Because everyone likes free stuff.

Mama’s Holiday Wish List Meme

TodaysMama and GameStop are giving away a sleighful of gifts this holiday season and to enter I’m sharing this meme with you.

1. What is your holiday wish for your family?
For us this year, I hope that we can just get through the holidays without too much drama. I hope Eliot and Steven and I can celebrate Thanksgiving and Christmas with joy, regardless of which actual days and times we get to spend together.
2. What is your Christmas morning tradition?
When I was young my sisters and I would wake up early and bug Mom and Dad to get out of bed until they relented and let us open our stockings. Then it was breakfast, and then opening gifts from the family. I'm looking forward to the opportunity to build new traditions with my new little family.
3. If you could ask Santa for one, completely decadent wish for yourself, what would it be?
I would definitely be asking for a new laptop, since my old one succumbed to a nasty virus months ago. :( 
4. How do you make the holidays special without spending any money?
I like to take Eliot around to see holiday light displays, read Christmas story books with him, and make crafty ornaments and other decorations together.
5. What games did you play with your family growing up?
I don't know about games necessarily, but Mom always created an advent calendar for us girls. If we completed the activity listed on the calendar for that day, we'd get to eat the piece of candy attached to that day.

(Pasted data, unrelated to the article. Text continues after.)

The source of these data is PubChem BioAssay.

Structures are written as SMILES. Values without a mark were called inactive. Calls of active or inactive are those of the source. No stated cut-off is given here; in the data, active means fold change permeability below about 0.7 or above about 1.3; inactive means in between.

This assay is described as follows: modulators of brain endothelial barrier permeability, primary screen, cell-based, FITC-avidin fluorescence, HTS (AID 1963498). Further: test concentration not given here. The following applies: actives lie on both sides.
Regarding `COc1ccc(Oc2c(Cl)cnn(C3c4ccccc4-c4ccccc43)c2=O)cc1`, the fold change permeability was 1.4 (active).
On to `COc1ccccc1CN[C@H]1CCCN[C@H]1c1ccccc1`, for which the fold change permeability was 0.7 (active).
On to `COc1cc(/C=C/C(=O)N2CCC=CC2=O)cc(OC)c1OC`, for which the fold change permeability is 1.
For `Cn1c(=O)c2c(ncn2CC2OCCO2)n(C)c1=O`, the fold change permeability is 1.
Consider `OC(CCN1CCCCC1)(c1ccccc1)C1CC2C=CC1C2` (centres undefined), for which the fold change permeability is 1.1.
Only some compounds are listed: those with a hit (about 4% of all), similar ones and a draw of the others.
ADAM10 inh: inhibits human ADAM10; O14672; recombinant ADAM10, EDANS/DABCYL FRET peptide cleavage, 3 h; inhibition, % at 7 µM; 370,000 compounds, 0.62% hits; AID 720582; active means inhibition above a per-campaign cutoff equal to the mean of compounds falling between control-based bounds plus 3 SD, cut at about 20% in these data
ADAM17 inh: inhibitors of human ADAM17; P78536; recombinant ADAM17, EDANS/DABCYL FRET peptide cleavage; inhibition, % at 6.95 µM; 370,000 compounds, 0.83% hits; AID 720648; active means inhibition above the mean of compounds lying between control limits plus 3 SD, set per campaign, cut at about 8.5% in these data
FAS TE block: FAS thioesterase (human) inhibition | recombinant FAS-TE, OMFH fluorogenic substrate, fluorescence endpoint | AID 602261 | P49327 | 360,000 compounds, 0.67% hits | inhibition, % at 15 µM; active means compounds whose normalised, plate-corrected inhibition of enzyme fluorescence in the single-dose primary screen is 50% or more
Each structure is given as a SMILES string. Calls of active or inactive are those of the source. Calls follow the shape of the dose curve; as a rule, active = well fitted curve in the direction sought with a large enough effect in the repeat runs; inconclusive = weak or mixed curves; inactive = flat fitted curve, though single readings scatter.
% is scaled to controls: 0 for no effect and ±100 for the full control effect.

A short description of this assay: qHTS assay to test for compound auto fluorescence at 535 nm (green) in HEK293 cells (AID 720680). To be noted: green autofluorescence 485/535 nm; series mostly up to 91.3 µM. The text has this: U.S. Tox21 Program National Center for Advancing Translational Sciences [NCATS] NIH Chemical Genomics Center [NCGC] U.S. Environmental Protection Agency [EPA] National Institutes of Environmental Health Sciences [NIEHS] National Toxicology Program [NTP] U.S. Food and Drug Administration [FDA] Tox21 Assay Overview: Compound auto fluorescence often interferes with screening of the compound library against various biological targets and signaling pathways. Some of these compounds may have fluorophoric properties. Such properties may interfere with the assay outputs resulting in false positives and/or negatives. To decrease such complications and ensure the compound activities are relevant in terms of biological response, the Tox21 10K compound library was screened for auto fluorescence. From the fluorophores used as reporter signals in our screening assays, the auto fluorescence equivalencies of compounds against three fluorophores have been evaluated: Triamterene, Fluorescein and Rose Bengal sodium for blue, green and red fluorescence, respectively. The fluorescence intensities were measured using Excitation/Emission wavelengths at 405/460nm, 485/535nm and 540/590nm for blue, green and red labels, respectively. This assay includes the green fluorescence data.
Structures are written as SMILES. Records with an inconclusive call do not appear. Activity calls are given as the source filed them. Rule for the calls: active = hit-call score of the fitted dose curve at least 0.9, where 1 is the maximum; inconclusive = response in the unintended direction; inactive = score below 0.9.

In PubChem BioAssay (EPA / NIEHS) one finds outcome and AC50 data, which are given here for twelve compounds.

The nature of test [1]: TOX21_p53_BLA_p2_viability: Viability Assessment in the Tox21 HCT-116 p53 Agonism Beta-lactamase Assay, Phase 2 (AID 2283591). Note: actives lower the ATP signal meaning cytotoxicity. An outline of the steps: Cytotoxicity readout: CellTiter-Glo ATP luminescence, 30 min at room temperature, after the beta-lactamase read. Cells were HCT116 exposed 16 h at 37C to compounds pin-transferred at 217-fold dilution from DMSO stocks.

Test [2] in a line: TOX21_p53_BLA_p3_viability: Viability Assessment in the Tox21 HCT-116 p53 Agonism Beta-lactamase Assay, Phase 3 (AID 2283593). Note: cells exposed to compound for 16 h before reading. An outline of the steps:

6. What holiday tradition have you carried on from your own childhood?
I do gifts and stockings the same way my parents always did them for us. I like hearing Eliot's stories about what he remembers from last year--making a gingerbread house was high on his list of exciting Christmas activities, so that is one we'll try to carry on.

7. Where would you go for a Christmas-away-from-home trip?
I would stay right here at home. One year I went to Florida with two of my sisters and their families over Christmas and I think we all missed home so much. It just wasn't Christmas without the sights and sounds and smells of home.
8. Check out GameStop and tell us, what are the three top items on your GameStop Wish List this year? 
The Wii would definitely be top on our Christmas list this year; I've thought about getting one for Eliot a million times before and always decide that we can't afford it.
And with the Wii console, of course we'd have to get some great games and accessories, like the Wii Fit for Mommy, perhaps something like Just Dance Kids for the little man to enjoy, and possibly even a little something for Steven...like...Spiderman for PS3?